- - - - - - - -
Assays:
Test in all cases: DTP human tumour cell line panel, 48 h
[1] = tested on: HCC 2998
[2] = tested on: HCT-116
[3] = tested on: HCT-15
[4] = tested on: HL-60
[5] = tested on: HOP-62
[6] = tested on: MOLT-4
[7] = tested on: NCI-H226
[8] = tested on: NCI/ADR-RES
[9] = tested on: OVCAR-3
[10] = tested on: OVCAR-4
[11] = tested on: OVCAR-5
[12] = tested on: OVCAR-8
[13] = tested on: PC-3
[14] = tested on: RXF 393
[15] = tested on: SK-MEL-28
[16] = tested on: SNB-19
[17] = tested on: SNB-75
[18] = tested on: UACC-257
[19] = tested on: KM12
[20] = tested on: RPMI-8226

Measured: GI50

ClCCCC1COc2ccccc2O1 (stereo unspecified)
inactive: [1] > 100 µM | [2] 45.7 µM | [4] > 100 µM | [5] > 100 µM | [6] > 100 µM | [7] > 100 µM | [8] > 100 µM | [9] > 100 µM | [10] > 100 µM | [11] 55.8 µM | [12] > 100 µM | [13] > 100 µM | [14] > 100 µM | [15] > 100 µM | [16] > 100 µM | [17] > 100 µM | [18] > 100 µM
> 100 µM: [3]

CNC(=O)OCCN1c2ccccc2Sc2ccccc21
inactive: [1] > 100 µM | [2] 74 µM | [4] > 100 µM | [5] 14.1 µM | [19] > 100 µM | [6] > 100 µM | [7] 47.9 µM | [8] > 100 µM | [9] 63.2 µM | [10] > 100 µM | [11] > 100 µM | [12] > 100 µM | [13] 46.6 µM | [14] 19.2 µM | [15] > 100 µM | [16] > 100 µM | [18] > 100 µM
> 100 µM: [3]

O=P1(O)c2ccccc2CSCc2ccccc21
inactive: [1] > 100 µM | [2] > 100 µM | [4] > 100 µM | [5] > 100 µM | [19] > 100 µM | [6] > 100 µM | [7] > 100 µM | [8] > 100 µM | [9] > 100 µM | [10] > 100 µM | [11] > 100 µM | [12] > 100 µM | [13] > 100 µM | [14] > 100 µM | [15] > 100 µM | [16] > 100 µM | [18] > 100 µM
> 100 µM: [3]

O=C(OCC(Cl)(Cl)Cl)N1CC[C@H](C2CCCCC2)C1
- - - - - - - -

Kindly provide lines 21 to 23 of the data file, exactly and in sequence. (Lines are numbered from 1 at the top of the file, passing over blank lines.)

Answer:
[19] = tested on: KM12
[20] = tested on: RPMI-8226

Measured: GI50